The Missing Piece to the EOS Incentive Model: Part 1
A Proposal for Voter Incentivization Through Staking Rewards
The EOS Incentive Structure
“Inflation” is the primary tool which establishes the incentive structure of EOS. Slightly a misnomer, inflation in DPOS refers to the issuance of new tokens into circulating supply rather than any increase of the price of a particular basket of goods. There are two key groups that require incentive to keep EOS running, the block producers and the token-holders who vote. Block Producers are incentivized through a kind of seigniorage of newly issued EOS tokens, which are rewarded in exchange for producing blocks and receiving votes (eosio.bpay and eosio.vpay). In this way, Block Producers are akin to gold miners, figuratively pulling resources out of the ground with the right to introduce them to the market. Their work is absolutely necessary for the EOS blockchain to exist.
Voters, however, are currently excluded from any similar incentive. This is despite the fact that voting necessarily secures the network by increasing the capital threshold of attack on EOS i.e. the cost of purchasing enough tokens to install “malicious” block producers increases as total votes cast increases. Furthermore, a voter sacrifices token liquidity through staking as well as time-value in order to make informed votes. This is regardless of whether or not those votes be cast through direct staking, REX participation, or delegating to a proxy.
Equal Access for All Voters
Token-holders who vote, an act that is critical to the ongoing security of the network, should have access to token seigniorage within the base-layer incentive model otherwise EOS is operating with an incomplete model.
While some may argue that REX is a sufficient incentive to vote, it discriminates against one valuable type of EOS voter in particular, the type that actually uses the EOS tokens they own (e.g. the developer who builds a business on top of EOS). If a developer owns 1,000 EOS and stakes those tokens to access resources and vote, they are denied the same benefits as those token-holders who have no need to access on-chain resources and instead choose to lend them out through REX.
EOS New York proposes that newly issued tokens should be awarded at a dynamic rate to all token-holders who vote.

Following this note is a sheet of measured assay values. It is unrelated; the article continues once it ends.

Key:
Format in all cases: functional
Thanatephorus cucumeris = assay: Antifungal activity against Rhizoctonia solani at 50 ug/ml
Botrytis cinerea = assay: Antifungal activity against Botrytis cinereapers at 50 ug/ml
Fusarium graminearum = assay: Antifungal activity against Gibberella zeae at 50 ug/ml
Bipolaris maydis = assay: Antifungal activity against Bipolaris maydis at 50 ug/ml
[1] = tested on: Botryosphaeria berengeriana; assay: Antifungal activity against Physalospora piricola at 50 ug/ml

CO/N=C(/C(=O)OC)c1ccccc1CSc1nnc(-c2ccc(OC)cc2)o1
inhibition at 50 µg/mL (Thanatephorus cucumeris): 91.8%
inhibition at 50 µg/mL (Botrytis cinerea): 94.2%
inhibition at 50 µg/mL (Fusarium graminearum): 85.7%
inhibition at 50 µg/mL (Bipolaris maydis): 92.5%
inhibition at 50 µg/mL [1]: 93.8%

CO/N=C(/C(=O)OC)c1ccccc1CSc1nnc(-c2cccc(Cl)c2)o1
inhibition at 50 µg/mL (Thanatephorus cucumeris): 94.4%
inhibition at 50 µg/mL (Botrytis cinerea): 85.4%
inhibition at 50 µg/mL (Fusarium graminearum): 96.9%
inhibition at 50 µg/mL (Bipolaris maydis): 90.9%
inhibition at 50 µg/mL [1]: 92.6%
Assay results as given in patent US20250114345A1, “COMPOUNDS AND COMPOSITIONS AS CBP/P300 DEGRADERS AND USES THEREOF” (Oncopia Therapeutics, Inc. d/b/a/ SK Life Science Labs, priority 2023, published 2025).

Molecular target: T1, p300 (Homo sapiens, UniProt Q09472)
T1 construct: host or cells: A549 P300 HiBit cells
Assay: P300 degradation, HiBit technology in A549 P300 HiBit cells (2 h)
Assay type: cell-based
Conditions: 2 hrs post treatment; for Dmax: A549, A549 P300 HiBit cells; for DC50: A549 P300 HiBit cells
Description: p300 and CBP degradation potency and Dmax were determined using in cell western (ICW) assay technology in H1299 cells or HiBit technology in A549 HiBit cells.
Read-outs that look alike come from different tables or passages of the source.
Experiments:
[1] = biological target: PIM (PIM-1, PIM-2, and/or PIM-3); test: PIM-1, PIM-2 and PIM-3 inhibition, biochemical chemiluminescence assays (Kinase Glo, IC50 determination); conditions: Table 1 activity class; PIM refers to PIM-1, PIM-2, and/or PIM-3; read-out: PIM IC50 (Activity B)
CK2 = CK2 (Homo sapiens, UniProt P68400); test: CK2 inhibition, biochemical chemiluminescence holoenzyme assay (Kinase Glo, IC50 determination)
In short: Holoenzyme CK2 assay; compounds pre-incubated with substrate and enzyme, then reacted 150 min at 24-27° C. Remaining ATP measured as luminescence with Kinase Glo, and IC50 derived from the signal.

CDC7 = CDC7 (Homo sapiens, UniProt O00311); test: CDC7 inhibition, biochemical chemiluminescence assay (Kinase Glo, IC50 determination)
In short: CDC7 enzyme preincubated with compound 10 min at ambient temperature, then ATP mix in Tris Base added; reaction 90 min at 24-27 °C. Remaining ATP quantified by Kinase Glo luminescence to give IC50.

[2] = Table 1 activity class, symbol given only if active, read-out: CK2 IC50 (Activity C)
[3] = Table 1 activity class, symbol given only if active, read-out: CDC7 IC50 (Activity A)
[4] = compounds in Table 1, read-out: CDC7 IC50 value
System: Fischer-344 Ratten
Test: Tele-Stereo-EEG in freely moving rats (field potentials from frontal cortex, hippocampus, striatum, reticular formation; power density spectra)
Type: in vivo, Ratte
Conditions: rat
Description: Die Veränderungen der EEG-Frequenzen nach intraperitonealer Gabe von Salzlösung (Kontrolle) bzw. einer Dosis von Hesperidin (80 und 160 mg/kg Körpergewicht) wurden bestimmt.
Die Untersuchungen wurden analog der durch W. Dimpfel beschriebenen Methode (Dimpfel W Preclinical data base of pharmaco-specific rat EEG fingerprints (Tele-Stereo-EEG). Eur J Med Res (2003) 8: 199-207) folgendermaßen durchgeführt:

Through this, token-holders of every type who vote, without discrimination or exclusion, rightly reap the benefits of the base-layer incentive structure with which they were already expected to participate. This also creates an opportunity cost for those who choose not to vote, as the proportionate value of those that do will increase over time.
The Dynamic Rate
The rate of token issuance (inflation) should be dynamic and adhere to the following rule; the higher the voting weight is on-chain the lower the amount of tokens issued to voters is. The reasoning is simple, if the capital threshold of attack of EOS is low then this would incentivize token-holders to raise it. If it’s “high enough” then the rate can be lowered with each time incremental voting weight is applied on-chain.
The idea here is that we establish a minimum voting target of X whereby inflation will remain at the upper bound limit A until this target X is achieved. Every vote that incrementally increases the total voting weight on-chain past X target will decrease the percentage% rate of inflation until the lower bound B is met. After the lower bound is hit is any incremental voting weight is considered just as valuable.
For example (NUMBERS ARE FOR ILLUSTRATIVE PURPOSES ONLY):
- The minimum voting weight target is 75% while the maximum voting weight target is 90%.
- The upper bound of the rate of token issuance is 2% inflation while the lower bound is 1% inflation. If the current voting weight is less than 75% of total possible than the maximum rate of 2% will be active.
- If the current voting weight is between 75% and 90% the rate of inflation will be somewhere between 1% and 2%.
- If the current voting weight is above 90% the rate is 1%.
This is for illustrative purposes only as we are still exploring optimal figures. Discrete numbers will be proposed following rigorous community discussion.
It is worth noting that requirements to receive voting rewards, such as voting for at least n Block Producers, should be considered but were intentionally left out until technical requirements and feasibility became more clear.
Conclusion & Next Steps
Voting is a fundamental pillar of maintaining a functioning DPOS blockchain and so it should be included in the base-layer incentive model. EOS New York, pending feedback from the community, will begin to develop the dynamic inflation rate values and explore the technical requirements of how exactly staking rewards would be implemented. Our stance on inflation, in general, is that it be reduced to a level which includes this program, which we view as a critical piece of the incentive model which operates and secures the EOS blockchain.
If you are interested in this discussion please join us in the EOS New York telegram channel or leave your comment below.